Call and Response

I’ve been absent for a while.  I’ve been absent because I have been pondering.

I have made a very good friend through my blog.  Amazingly enough, she has my mind, in a body I have never met, living somewhere in Florida.  She has become a wonderful friend, a great sounding board, and also a reminder.  A reminder of who I am.  She wrote this post for me.  It is called “Ode to My Twin“.  If you don’t have time to read it.  Well that’s OK, although her blog is fantastic and I would take the time. However if you don’t have time, here’s the skinny “Be You”.

So, that’s what I’ve been pondering.  How to “be me”.  Not at home, not with my family, with you, my readers.  So here’s the thing.  I jumped the Waldorf ship.  I jumped the ship for more than a few reasons.  The curriculum was moving too slowly for my inquisitive son, I wasn’t fostering his development, I was holding him back.  Daily life was not a beautiful rhythm it was stressful, and painful.  My son was not enjoying the slow pace he was learning at, he would start to get so upset if he even saw a main lesson book.  He was constantly asking questions that I wasn’t “supposed” to encourage.  Well forget that.  We jumped.  We jumped into my own version of the right curriculum for my son.  We are doing math.  We are still learning about the qualities of numbers, but we are learning them in a broader context.  I am so happy that my twin at You Know What Mama turned me on to Math-U-See.  My little monster wanted to read so badly, I did tons of research to figure out the most painless way to make that happen.  I discovered Explode the code.  Then researching even further, I found Explode the Code online.  Well, that was a goldmine!  Let me tell you, my boy, he loves computers.  I know, another Waldorf no-no.  And I’ve done my best, I tell you.  But the world of technology, it is calling to him.  He loves to entertain, to make movies, to watch the movies he makes.  What am I going to do?  Hold him back?  He has been using the Explode the Code online program for two weeks, and he’s reading!  Yup.  This is coming from the same chickie who wrote “No he’s not reading yet, and he’s not knitting either“.  We have also discovered Unit Studies for history, geography and social studies.  We create lapbooks, and he loves them!  Who wouldn’t?  This is creativity while learning, and not in a way he can’t comprehend.  I found a great website with FREE unit studies, FREE!  You can also search YouTube to see how to make LabBooks, it’s pretty cool.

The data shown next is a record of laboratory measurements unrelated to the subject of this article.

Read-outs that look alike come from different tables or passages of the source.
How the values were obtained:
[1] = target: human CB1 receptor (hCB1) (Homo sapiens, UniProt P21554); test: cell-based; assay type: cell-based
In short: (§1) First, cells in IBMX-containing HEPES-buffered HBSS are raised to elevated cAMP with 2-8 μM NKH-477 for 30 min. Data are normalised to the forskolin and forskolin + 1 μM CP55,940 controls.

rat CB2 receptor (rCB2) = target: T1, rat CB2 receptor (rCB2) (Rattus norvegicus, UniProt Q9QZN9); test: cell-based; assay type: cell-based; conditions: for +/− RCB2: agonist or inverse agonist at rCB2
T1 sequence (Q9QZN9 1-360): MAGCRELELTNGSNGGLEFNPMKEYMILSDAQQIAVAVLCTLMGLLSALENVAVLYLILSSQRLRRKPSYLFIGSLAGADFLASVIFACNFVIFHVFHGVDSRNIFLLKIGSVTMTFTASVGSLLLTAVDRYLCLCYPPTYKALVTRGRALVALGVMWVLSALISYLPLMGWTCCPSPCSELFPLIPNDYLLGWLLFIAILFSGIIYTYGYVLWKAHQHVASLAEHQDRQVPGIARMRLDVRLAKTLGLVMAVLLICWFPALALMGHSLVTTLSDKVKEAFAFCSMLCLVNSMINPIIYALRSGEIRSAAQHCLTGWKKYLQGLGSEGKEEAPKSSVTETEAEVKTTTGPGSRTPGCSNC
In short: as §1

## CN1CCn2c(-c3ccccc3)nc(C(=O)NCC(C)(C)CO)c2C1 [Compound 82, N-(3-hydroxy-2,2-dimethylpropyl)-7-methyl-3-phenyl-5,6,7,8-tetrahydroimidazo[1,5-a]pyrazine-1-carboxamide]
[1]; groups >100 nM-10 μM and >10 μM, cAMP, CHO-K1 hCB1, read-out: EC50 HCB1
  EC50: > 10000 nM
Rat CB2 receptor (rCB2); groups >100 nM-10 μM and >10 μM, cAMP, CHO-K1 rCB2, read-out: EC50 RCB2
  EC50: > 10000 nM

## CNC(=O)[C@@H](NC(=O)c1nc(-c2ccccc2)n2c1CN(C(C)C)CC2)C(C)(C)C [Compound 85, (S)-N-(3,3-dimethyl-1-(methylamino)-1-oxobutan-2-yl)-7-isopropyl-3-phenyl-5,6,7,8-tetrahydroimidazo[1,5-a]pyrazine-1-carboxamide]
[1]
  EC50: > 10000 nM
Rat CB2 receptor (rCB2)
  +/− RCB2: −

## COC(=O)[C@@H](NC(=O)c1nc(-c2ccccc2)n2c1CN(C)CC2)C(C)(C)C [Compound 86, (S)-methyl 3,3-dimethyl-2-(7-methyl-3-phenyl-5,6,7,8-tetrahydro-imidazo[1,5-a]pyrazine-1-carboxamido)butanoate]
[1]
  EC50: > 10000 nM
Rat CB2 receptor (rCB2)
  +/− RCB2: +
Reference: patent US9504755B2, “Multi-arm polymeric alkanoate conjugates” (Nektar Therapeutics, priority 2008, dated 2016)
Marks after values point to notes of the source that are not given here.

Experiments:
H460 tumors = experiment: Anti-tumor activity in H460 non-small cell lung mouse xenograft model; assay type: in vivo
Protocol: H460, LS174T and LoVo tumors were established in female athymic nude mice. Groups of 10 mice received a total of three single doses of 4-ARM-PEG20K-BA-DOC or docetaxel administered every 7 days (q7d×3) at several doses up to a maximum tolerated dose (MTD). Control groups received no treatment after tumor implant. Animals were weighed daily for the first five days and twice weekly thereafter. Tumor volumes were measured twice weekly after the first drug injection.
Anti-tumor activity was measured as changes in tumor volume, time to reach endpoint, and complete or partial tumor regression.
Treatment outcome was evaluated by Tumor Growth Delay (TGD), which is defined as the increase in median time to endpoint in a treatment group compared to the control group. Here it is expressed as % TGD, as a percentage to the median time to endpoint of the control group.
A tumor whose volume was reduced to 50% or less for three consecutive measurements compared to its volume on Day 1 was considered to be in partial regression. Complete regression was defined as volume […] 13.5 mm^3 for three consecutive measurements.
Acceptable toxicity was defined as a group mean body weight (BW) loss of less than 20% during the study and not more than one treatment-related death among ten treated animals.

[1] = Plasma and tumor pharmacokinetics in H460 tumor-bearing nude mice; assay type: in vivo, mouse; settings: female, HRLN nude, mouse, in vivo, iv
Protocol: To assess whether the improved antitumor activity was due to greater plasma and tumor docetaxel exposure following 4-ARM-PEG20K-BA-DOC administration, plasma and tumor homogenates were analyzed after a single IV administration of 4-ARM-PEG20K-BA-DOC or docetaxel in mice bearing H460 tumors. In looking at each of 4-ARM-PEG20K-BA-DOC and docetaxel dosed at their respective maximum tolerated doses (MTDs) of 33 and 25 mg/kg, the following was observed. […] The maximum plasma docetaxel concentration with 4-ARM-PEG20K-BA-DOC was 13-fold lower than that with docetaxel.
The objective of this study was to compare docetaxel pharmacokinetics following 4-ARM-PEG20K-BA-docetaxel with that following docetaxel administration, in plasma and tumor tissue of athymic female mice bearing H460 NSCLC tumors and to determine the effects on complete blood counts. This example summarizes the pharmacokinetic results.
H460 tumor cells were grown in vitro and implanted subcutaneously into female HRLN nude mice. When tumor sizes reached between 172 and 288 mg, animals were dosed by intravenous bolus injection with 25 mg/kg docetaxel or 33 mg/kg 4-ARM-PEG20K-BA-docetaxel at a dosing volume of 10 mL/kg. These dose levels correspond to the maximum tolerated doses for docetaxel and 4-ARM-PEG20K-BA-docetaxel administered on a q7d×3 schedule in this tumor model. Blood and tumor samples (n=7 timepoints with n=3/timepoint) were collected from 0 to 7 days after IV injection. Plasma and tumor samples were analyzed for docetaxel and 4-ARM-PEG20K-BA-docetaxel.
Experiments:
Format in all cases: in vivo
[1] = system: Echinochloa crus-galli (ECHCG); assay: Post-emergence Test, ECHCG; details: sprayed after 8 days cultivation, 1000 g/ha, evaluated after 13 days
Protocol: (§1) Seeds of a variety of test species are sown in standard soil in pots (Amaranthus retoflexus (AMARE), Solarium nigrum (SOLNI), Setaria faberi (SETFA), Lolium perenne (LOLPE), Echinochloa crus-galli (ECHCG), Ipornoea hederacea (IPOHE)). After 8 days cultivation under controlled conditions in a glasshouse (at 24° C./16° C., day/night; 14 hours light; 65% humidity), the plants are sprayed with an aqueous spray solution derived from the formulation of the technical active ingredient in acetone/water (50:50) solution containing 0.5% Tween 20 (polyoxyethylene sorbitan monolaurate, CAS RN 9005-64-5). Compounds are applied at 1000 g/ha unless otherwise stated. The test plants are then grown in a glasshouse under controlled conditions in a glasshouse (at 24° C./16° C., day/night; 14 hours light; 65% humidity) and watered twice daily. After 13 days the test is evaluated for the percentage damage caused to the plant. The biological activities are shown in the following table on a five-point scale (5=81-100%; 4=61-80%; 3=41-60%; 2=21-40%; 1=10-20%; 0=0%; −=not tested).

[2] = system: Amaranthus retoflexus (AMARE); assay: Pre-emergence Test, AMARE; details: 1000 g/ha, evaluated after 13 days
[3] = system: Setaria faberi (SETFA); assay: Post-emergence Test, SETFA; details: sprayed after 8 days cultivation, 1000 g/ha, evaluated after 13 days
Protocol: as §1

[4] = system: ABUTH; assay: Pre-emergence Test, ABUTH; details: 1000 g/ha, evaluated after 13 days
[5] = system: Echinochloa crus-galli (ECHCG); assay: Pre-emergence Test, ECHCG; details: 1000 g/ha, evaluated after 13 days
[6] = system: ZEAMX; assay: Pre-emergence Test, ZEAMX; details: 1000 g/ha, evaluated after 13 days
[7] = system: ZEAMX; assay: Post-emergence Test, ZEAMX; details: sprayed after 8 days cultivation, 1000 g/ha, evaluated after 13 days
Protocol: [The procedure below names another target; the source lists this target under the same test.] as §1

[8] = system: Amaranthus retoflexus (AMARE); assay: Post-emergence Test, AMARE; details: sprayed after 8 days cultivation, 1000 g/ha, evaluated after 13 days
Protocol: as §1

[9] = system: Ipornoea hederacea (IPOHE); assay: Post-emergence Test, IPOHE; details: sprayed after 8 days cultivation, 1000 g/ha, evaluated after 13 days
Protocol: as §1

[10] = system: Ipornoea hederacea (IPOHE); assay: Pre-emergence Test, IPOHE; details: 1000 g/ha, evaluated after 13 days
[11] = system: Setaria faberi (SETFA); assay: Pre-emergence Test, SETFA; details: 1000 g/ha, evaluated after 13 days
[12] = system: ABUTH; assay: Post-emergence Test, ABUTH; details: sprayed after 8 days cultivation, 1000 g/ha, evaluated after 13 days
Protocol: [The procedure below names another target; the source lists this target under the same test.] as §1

Ok, so.  That’s the beginning.  I have created the right curriculum for my son.  I am fostering his love for American history, his desire to read, and to take electrical things apart.  I am letting him be him.  Alas, that is not the only reason I jumped the ship, so stay-tuned.  My battery is going to die in 11 minutes.  So I will continue this conversation.  I would love to hear what you are doing in your homeschooling or learning journey.  What is working for you?

  • I’ve always hated the expression — “What’s best for children.”

    There are a good number of things that are Best for People — like sleeping and drinking water. “Children” need these things too because, thinking back to the SAT — If all people are people, are all children people? Yes. So, do the “good for people” thing applies to kids too.